Intermixed with the questions may be observations and points for the leader to interject in order to more fully explain what is taking place, and ultimately at the end of each section is usually found the final application to suggest the greater spiritual meaning as to what to personally do with the Scripture.

These application points are captured in a fill-in-the-blanks group handout. In the sidebar to the left of the introduction under “Group Handout” a “Master” is provided with the blanks filled in for the leader, and a corresponding “Group” with blanks for participants. These print on a standard 8-1/2” by 11” page, usually with two handouts on each “Group” page which can simply be cut in half and distributed as needed. The idea is to fill in the blanks of the main teaching point at the end of each section so that the participant can later study the same Scripture again with the main points to remind them of what was covered and how. This also acts to bring a closure to each section and the overall lesson.

Also in the left sidebar parallel to the introduction will be the whole study for download under “Download the Study Notes", and for each corresponding book of the Bible from which the study derives a “Study Bookmark” is available which outlines the whole book. (These are often given out at the beginning of a multi-week study of a particular book.) The “4 per page” option prints on a standard 8-1/2” by 11” page and can be cut into 4 individual bookmarks which are easily kept in one’s Bible. Some studies have specific aids also appearing in that upper left sidebar.

A Typical Example

This is what a typical group study might look like:

  1. Distribute any bookmarks, study materials and/or group handouts.
  2. Open with prayer.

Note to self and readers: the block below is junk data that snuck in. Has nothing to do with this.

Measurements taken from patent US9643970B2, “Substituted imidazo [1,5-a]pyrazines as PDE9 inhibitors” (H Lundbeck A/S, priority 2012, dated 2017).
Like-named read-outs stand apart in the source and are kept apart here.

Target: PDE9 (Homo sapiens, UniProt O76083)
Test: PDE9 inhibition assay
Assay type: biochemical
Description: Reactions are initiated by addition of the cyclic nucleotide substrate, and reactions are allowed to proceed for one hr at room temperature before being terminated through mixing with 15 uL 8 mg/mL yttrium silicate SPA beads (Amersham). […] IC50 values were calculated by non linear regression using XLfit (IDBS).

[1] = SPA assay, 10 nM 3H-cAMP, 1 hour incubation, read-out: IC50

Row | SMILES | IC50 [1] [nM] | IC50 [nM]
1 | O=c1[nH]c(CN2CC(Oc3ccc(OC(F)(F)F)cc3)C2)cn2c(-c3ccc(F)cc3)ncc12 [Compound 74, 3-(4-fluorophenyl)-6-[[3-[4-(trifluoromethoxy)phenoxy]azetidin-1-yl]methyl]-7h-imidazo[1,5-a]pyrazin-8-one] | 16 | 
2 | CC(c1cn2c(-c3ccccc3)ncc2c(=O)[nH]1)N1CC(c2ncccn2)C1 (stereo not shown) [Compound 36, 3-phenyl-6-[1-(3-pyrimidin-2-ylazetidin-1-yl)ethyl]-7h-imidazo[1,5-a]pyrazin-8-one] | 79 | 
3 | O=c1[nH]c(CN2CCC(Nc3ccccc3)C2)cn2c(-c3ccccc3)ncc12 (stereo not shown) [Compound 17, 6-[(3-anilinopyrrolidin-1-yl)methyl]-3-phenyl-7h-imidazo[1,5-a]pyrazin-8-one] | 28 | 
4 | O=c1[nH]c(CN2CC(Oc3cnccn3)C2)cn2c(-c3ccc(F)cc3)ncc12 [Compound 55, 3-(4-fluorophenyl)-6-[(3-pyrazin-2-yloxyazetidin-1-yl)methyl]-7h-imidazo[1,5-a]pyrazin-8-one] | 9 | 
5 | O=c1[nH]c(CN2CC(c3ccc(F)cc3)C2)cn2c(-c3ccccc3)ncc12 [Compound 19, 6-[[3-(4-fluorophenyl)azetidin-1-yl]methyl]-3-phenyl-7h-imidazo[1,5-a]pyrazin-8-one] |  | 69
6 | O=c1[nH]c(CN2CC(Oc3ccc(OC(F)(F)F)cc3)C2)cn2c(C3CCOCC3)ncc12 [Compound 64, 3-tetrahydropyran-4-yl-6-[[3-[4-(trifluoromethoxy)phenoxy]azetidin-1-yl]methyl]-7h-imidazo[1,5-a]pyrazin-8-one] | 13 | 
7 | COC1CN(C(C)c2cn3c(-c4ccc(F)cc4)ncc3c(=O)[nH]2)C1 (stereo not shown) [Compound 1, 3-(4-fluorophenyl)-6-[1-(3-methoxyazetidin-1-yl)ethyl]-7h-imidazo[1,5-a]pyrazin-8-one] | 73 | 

3. Begin with the introduction.
  4. Have someone read the Scripture for the next section.
  5. Guide the group discussion with the corresponding questions, answers and points.
  6. Conclude each section with the fill-in-the-blanks application on the group handout. This concluding point is designed for a moderated discussion of how to personally apply the greater lessons of the study.
  7. At the end of the lesson, conclude with prayer.

Customizing a Study

Note that whereas the study notes are available in the Acrobat Reader format (or “pdf”) which is more difficult to edit, they are also provided in the very easy to edit Microsoft Word format. This enables the leader to insert their own additional material as they see fit. Those new to creating a completely original Bible study from the ground up may ease into it by first using these studies in concert with they own occasional changes or additions, and over time gain confidence in assuming more and more experience until achieving the milestone of writing an entirely independent study. But even should someone choose to just use the studies provided by Walk with the Word, always first and foremost adhere to the primary rule that your role is to keep the group discussion focused on how to apply God’s Word personally and to refrain from diversions into personal opinion. The goal is to hear God speaking through His Word, not to use it to express our own words or feelings.

A Recommended Resource

For those who would like to delve further into the Inductive Study Approach, we highly recommend Intensive Care Ministry’s online study course.